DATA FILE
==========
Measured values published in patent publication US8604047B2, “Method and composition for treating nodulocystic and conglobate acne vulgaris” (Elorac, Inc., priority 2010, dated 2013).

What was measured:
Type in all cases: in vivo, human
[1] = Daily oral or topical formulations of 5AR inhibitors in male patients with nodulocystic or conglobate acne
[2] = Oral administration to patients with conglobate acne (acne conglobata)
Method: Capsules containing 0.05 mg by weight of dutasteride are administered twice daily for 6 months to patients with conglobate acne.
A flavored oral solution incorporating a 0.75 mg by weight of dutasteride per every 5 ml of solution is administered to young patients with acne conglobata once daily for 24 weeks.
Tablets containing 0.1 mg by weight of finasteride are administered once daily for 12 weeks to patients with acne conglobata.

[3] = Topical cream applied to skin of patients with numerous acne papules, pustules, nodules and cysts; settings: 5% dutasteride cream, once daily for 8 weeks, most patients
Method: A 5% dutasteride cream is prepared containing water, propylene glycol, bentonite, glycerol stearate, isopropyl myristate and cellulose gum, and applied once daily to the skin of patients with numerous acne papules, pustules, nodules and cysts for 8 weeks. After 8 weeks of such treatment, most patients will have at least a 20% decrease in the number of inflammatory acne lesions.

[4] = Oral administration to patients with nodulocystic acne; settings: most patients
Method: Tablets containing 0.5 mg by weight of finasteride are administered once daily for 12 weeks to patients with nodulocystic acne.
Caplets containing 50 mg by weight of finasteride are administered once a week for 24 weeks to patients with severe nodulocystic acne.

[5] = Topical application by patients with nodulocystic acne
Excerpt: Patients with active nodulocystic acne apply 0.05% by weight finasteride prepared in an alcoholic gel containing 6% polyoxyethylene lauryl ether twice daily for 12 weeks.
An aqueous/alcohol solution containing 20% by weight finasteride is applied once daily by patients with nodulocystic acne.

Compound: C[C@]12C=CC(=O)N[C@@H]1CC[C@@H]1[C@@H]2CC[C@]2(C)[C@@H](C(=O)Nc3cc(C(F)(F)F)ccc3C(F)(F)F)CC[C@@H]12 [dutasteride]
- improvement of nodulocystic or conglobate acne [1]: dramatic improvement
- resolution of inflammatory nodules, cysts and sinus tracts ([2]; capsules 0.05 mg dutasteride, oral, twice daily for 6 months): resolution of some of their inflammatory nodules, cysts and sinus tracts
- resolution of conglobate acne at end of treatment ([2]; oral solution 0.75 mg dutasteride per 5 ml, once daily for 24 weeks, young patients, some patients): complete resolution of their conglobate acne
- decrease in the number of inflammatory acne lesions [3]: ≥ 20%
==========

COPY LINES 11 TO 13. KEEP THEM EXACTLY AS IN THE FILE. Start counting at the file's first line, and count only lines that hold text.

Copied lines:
[4] = Oral administration to patients with nodulocystic acne; settings: most patients
Method: Tablets containing 0.5 mg by weight of finasteride are administered once daily for 12 weeks to patients with nodulocystic acne.
Caplets containing 50 mg by weight of finasteride are administered once a week for 24 weeks to patients with severe nodulocystic acne.